Paul Chevré was a French sculptor who boarded the Titanic at Cherbourg as a first class passenger. He was on his way to Canada to supervise the instillation of his monument to Honoré Mercier, as well as attend the unveiling of his bust of Sir Wilfrid Laurier at the grand opening of the Chateau Laurier Hotel. Charles Melville Hays had commissioned the bust for his hotel and Chevré was part of the Hays entourage. Chevré received many more commissions in Canada than in France. In Canada he's responsible for monuments to Samuel de Champlain, Honoré Mercier and François-Xavier Garneau in Quebec City. He also sculpted La France in front of the Union Francaise in Montreal and Sacré-Coeur in front of Notre-Dame-de-la-Victoire church in Lévis, Quebec.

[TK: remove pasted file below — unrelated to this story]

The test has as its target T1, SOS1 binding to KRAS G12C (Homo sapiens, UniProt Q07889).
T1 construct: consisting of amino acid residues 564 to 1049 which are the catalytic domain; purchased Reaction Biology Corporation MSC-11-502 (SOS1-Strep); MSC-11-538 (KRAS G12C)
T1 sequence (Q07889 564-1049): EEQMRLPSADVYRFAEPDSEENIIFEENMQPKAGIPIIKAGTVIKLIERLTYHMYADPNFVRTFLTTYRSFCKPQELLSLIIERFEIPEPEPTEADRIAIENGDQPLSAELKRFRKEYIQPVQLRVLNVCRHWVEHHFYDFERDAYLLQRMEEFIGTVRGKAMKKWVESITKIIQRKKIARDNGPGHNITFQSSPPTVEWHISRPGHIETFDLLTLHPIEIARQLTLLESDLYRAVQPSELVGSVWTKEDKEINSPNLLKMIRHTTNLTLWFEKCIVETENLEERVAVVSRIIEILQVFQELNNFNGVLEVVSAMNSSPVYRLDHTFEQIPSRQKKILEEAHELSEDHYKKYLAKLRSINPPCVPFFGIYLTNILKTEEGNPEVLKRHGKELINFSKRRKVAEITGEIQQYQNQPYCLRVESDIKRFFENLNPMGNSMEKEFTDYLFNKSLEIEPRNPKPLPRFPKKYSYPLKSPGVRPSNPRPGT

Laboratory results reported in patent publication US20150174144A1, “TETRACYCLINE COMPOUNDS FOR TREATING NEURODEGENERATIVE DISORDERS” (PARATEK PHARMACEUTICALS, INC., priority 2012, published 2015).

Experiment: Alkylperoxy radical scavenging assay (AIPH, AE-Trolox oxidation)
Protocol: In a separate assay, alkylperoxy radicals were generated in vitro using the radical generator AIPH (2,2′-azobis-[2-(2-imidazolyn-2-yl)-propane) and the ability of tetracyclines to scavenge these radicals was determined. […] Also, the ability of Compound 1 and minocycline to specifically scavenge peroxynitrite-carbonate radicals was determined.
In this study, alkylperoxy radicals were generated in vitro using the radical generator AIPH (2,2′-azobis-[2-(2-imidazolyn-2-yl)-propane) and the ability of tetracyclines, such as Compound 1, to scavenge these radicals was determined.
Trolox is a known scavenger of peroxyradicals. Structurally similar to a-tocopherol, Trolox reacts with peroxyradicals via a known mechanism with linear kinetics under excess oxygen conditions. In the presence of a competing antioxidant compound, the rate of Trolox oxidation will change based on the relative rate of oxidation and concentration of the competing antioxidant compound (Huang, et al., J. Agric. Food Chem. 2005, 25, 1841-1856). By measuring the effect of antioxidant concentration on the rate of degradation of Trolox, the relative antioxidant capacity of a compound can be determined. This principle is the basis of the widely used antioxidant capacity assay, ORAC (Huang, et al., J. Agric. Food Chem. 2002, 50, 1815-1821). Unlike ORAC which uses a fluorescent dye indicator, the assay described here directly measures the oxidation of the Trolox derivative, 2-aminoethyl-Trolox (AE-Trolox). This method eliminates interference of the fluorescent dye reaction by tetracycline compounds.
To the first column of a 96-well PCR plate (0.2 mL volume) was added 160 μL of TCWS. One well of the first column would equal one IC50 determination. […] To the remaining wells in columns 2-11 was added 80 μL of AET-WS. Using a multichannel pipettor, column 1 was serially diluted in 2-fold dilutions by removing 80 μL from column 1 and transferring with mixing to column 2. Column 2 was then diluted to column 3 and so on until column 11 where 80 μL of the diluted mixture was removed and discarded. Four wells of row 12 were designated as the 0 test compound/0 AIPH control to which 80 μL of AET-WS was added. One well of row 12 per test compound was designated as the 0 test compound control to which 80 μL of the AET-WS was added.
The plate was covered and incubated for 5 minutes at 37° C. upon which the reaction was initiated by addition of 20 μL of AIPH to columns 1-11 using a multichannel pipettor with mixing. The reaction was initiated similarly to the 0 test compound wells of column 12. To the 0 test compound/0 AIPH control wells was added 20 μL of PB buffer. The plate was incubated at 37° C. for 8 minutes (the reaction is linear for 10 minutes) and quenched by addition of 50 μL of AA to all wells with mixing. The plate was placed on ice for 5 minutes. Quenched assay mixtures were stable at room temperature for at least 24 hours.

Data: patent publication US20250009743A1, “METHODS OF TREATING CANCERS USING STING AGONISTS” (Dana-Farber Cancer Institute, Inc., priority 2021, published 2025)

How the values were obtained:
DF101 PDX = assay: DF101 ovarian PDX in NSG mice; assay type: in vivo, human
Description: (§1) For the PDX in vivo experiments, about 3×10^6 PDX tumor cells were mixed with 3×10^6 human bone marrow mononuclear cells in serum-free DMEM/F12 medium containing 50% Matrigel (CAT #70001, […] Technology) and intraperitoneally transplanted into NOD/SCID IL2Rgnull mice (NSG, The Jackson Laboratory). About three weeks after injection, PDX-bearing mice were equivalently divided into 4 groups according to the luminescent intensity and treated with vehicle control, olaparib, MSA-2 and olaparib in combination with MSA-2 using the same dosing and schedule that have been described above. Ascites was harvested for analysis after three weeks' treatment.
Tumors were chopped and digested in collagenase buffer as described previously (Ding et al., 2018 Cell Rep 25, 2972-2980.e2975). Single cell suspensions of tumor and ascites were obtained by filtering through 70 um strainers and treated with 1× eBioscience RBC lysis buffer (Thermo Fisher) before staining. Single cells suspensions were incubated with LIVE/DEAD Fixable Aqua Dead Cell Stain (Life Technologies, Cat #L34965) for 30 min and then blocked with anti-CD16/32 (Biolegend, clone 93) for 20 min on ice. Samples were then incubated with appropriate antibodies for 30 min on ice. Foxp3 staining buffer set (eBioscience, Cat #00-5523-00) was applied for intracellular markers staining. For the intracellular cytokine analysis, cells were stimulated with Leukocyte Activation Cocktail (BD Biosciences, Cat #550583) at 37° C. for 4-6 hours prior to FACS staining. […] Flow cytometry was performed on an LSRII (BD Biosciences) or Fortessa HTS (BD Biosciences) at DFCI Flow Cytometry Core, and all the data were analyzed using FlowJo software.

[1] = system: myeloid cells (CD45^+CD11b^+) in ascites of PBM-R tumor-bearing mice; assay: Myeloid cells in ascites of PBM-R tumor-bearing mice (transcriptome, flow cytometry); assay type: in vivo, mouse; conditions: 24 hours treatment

Paul Chevré was on the first life boat that left the Titanic. He was lucky enough to find himself on the side of the ship where men were allowed to board. He survived the sinking, but he died in less than two years from the trauma of the experience and the shame he felt as one of the relatively few men who survived. His father, who was also a famous sculptor, finished the Sacré-Coeur that his son had been commissioned to create for the Notre-Dame-de-la-Victoire Church in Lévis, Quebec. It is said that he carved his son's features onto the face of Christ.
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